I have started a new body of work: Inspired by nature (moorland, farmland and woodland). In these early days, it is mostly sketchbook and paper focused. I have described my overall approaches to starting new artwork, and you can read it here. In it I mentioned reading as part of my process. I want to get a more rounded understanding of the subjects I choose to paint, which goes beyond my own experiences and observations.
I guess that once a researcher, always a researcher! So, after a bit of reviewing, I selected 4 books that I am now dipping into! These are about the landscapes I am starting to explore through drawing and painting. Even the process of choosing these books made me think more about the subjects. It highlighted what I want to explore and understand more about. I chose books that will give me different perspectives from my own: history, traveller’s tales, literature, topography, natural history and nature. The additional perspective and understanding will quite likely affect and inspire my painting approaches.
Books I selected
Fields in the English landscape by Christopher Taylor
I am fascinated by field patterns in the landscape. I’m interested in their aesthetics and their historic significance. My first series of small paintings is currently in process reflecting my interest in these patterns (and I live in a hill town where I see these patterns in all directions!). This book is a fascinating history of the English field patterns. It describes how they have evolved from prehistoric times with emphasis on what remains. Although written in 1975, it looks to be a fascinating read!
The Moor (a journey into the English wilderness) by William Atkins
This book takes us on a journey across moorlands from south to north. It explores the moorlands position in history, literature and psyche. The book is divided into different moors starting with Bodmin Moor. Not surprisingly I have jumped to chapter 4 to read about my local Saddleworth Moor! I am up to my wellies in dark peat!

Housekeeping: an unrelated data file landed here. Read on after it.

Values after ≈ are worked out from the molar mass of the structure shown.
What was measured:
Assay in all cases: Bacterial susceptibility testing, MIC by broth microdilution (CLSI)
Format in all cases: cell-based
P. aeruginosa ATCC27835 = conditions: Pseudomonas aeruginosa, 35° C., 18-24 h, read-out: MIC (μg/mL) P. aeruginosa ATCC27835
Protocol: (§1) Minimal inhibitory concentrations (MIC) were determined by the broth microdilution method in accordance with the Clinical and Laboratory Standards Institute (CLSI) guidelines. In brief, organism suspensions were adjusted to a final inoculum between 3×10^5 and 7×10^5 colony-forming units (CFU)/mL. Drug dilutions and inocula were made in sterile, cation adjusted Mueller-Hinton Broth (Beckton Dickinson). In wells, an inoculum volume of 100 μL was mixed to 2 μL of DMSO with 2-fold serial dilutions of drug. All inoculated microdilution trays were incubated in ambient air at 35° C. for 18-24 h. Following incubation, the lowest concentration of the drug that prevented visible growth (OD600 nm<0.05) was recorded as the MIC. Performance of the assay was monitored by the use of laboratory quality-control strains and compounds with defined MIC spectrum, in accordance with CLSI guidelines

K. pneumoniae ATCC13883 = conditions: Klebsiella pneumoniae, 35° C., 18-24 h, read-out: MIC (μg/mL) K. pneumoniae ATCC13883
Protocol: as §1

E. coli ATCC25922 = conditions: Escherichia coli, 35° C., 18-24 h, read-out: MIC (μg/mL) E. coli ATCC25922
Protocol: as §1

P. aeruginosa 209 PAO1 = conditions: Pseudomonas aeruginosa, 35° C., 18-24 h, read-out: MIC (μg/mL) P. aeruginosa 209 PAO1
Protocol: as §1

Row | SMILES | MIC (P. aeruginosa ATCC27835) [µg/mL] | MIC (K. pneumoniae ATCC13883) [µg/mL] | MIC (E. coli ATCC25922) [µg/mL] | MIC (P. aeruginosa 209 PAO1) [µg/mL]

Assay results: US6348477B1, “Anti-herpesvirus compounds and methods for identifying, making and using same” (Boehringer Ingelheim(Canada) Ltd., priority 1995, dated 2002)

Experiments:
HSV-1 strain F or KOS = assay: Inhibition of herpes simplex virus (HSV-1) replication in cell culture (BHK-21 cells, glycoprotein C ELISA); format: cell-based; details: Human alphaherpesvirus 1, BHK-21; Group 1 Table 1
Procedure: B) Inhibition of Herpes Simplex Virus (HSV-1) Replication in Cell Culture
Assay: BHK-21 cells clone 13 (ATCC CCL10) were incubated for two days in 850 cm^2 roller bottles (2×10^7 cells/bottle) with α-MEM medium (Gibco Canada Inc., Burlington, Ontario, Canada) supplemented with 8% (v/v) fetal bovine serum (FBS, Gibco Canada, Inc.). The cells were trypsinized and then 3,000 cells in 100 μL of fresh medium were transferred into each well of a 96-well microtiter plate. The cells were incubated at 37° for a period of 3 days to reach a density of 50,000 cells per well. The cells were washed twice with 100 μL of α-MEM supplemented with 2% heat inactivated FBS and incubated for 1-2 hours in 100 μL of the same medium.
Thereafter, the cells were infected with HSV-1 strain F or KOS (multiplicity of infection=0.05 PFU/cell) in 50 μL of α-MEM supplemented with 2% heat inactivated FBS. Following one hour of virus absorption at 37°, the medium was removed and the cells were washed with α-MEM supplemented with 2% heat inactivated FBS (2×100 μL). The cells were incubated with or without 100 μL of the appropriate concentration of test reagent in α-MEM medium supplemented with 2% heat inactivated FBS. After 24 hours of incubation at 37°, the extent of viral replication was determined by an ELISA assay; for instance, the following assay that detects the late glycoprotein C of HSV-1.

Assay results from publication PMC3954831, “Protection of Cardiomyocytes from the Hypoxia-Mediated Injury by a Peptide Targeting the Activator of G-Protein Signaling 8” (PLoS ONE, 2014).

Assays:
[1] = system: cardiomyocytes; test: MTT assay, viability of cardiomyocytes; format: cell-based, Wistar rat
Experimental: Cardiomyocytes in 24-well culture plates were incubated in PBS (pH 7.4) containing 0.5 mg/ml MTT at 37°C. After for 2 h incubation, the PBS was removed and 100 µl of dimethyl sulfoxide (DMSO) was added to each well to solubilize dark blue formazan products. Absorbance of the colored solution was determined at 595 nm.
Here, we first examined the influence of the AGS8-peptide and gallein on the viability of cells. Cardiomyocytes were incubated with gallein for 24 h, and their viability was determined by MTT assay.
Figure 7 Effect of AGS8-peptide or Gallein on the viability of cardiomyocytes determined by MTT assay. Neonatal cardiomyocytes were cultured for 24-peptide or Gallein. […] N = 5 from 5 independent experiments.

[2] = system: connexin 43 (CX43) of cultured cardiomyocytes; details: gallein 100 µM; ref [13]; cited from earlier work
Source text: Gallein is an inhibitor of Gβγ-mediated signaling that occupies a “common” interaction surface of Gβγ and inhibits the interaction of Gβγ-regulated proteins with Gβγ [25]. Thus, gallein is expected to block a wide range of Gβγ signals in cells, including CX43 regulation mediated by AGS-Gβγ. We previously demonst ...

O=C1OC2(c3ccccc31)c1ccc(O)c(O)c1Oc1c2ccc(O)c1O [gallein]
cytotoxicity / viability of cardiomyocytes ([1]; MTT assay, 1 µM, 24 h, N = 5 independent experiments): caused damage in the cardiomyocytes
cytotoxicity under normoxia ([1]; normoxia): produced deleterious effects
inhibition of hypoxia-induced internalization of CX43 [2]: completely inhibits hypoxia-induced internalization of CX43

Wildwood (a journey through trees) by Roger Deakin
This one is interesting as I searched for a while before I found it. I kept searching because the books I found just weren’t hitting the mark. As soon as I read a couple of reviews and the contents description, I knew this is what I was looking for! I am already engrossed in Wildwood. You really do feel that you are making a journey through trees. So far, I have read about moths, birds, bluebells, camping, growing hazel for baskets and something of woodland festivals-and I am only a third of the way through! ‘It will take you into the heart of the woods where we go to grow, learn and change’
Landmarks by Robert Macfarlane
I received lots of recommendations for this one and I am really looking forward to reading it. A ‘Joyous meditation on land and language, a love letter to the British Isles’ says the Observer. I am fascinated by place. Therefore, it is interesting to hear the book described as ‘A kind of manual of how people in love with place and language are created by landscape’. Ooh, I can’t wait!
Time will tell, If, after these, I hunger for yet more literary feastings about the subject matter I am starting to paint! I think all of this exploration helps me to delve into and identify what is of particular interest to me. It helps support my own narrative and ideas.
What are your favourite books of the moment? I’d love to hear from you so why not drop a response in the comments.
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